meddle

[med-l]
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verb (used without object), med·dled, med·dling.
  1. to involve oneself in a matter without right or invitation; interfere officiously and unwantedly: Stop meddling in my personal life!

Origin of meddle

1250–1300; Middle English medlen < Old French me(s)dler, variant of mesler (French mêler) < Vulgar Latin *misculāre, frequentative of Latin miscēre to mix
Related formsmed·dler, nounmed·dling·ly, adverbo·ver·med·dle, verb (used without object), o·ver·med·dled, o·ver·med·dling.un·med·dled, adjectiveun·med·dling, adjectiveun·med·dling·ly, adverb
Can be confusedmedal meddle metal mettle

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Dictionary.com Unabridged Based on the Random House Unabridged Dictionary, © Random House, Inc. 2018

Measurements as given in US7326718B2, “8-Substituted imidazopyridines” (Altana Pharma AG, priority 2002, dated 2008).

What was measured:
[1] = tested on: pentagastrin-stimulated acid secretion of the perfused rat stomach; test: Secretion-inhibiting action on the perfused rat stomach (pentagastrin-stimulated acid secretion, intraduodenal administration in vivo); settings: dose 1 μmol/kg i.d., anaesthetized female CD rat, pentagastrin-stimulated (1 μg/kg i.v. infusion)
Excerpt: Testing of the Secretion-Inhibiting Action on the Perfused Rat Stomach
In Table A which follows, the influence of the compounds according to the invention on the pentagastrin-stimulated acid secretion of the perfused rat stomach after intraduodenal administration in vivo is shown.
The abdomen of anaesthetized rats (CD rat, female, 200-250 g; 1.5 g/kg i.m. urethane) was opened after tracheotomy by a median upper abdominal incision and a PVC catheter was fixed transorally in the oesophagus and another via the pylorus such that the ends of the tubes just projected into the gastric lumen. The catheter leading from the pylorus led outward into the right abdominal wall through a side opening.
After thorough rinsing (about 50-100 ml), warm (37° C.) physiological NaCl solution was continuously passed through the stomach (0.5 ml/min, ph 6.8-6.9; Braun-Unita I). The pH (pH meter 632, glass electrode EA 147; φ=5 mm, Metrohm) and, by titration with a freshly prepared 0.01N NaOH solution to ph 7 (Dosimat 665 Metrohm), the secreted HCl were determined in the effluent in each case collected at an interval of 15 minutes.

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British Dictionary definitions for meddle

meddle

verb (intr)
  1. (usually foll by with) to interfere officiously or annoyingly
  2. (usually foll by in) to involve oneself unwarrantedlyto meddle in someone's private affairs
Derived Formsmeddler, nounmeddling, adjectivemeddlingly, adverb

Word Origin for meddle

C14: from Old French medler, ultimately from Latin miscēre to mix
Collins English Dictionary - Complete & Unabridged 2012 Digital Edition © William Collins Sons & Co. Ltd. 1979, 1986 © HarperCollins Publishers 1998, 2000, 2003, 2005, 2006, 2007, 2009, 2012

Word Origin and History for meddle
v.

early 14c., "to mingle, blend, mix," from Old North French medler (Old French mesler, 12c., Modern French mêler) "to mix, mingle, to meddle," from Vulgar Latin *misculare (source of Provençal mesclar, Spanish mezclar, Italian mescolare, meschiare), from Latin miscere "to mix" (see mix (v.)). From late 14c. as "busy oneself, be concerned with, engage in;" also disparagingly "interfere, be officious, make a nuisance of oneself" (the notion is of meddling too much). From mid-14c. to 1700, it also was a euphemism for "have sexual intercourse." Related: Meddled; meddling.

Online Etymology Dictionary, © 2010 Douglas Harper